I get it. The stock market is nuts. You’re not making much money and neither am I. What is an investor to do? Move away from equities to bonds?
Not so fast.
I think you should avoid selling your equities and moving into bonds right now.
Before I get more into that, in a recent Globe and Mail article, I read National Bank Financial chief economist and chief strategist Stéfane Marion stated demographics are to blame for the shift away from equities. Based on research Marion was able to obtain, over the last 15 months, over $200-billion (U.S.) has left equity funds and over $250-billion has flowed into bond funds. This can be partially explained not because of the 2008 financial crisis and more risk-averse investors but because the age of the workforce is increasing and as a result there is a flight to safety.
If this is true (and there could be some truth to this) do you really want to be moving from equities into bonds with this herd? If you’ve already done this, that’s fine but here’s a few reasons why I’m not going along with you:
- I’m not near retirement age. I don’t have the same flight to safety needs. I won’t retire for another 20 years. Even then, I hope to live another 30 years. 30 years is a long investment period even if it’s in retirement. Retirees can benefit from equities as painful as equities feel right now, at least this is my view.
- While bonds can provide a reliable stream of income be mindful bonds over long investment periods provide lower returns than equities. Bonds provide returns just ahead of the rate of inflation and according to an excerpt from Warren Buffett’s recent letter to shareholders not even:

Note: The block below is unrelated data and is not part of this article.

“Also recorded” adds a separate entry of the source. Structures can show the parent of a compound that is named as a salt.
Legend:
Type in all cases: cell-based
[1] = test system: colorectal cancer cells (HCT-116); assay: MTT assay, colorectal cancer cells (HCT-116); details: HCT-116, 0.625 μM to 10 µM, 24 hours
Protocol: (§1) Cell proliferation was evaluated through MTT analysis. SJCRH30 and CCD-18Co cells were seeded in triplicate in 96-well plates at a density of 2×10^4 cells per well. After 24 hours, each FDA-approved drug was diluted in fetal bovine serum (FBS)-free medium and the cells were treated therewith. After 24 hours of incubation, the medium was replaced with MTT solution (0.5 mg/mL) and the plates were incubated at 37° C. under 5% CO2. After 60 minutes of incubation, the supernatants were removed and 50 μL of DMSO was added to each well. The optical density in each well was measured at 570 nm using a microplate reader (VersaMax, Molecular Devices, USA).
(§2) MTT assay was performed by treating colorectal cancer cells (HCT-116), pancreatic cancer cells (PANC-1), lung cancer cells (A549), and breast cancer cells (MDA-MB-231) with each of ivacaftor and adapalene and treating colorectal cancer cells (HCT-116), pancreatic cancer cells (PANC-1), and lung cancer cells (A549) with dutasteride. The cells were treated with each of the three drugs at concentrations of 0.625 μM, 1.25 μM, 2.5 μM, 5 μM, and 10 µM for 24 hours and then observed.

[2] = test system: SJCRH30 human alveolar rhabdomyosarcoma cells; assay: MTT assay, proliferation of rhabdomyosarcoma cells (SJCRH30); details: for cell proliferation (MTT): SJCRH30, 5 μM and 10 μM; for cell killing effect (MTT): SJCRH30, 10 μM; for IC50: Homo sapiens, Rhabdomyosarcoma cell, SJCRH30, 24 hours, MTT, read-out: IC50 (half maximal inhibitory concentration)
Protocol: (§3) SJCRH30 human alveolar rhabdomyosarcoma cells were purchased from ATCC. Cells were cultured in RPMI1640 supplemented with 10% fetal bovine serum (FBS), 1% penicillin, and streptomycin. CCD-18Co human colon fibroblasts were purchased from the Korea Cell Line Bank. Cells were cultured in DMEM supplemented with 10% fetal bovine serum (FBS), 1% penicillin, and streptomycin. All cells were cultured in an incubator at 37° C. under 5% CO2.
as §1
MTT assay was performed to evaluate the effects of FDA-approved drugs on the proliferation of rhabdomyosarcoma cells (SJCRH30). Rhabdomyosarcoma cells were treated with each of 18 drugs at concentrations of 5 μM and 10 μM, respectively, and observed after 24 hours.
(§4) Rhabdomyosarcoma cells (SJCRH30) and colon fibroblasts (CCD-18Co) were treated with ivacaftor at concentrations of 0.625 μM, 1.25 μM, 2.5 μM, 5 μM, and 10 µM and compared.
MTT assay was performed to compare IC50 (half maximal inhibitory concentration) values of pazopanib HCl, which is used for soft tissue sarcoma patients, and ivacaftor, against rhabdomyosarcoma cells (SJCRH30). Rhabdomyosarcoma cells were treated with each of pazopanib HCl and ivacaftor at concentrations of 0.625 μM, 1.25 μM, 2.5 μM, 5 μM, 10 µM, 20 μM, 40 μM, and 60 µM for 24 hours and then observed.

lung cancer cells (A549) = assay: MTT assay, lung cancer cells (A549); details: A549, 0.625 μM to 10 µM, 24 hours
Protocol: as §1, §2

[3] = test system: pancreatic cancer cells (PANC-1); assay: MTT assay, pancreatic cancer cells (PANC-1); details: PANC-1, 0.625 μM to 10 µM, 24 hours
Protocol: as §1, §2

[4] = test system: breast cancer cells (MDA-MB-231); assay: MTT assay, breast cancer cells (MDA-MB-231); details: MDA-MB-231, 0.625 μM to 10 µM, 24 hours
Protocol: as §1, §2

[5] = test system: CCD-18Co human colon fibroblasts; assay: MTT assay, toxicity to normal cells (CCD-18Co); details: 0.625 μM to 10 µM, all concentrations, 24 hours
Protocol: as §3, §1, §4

Even in the U.S., where the wish for a stable currency is strong, the dollar has fallen a staggering 86% in value since 1965, when I took over management of Berkshire. It takes no less than $7 today to buy what $1 did at that time. Consequently, a tax-free institution would have needed 4.3% interest annually from bond investments over that period to simply maintain its purchasing power. Its managers would have been kidding themselves if they thought of any portion of that interest as “income.”
- Interest rates remain near historical lows. When interest rates rise, bond prices fall. When rates do climb in another couple of years (who knows when it will really happen) bond values will fall. If your objective is to buy low and sell high, this is not the best time to buy bonds. With more money from the herd flowing into bonds, bond prices rise.
If your objective is to use bonds, as part of a long term financial plan, I see no issue with rebalancing your portfolio with buying a few bonds now and again. That makes sense. However, with many stocks and equities in general beaten up over the last couple of years, I just don’t see why you’d be making an exodus from equities into bonds right now. You are welcome to put the blame on demographics or anything else, that’s fine. For me, I’m not following the herd and instead when the opportunities present themselves I’m doing the opposite – buying equities.
What do you think?